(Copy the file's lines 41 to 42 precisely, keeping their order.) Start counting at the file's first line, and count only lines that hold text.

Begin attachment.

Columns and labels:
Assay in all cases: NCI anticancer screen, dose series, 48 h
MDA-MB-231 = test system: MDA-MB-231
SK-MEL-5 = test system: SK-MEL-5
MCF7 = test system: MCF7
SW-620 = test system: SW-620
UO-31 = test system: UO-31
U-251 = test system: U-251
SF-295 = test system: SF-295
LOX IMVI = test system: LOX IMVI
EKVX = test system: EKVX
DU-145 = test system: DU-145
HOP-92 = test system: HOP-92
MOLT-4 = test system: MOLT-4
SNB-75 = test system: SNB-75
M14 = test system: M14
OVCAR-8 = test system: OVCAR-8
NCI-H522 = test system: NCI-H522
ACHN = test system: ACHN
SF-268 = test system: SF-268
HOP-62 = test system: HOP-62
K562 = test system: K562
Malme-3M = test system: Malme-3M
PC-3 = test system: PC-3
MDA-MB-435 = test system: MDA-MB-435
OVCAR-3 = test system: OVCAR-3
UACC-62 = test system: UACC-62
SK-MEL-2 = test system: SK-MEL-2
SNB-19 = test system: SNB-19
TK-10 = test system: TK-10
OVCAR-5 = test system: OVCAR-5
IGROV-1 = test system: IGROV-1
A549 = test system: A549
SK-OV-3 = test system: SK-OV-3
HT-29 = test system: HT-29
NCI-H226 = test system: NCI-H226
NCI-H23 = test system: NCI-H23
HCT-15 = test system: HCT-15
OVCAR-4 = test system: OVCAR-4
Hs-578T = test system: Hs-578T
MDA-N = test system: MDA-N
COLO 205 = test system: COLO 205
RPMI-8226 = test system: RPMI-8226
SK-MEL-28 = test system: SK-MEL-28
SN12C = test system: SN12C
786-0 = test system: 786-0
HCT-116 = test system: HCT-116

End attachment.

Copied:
MDA-N = test system: MDA-N
COLO 205 = test system: COLO 205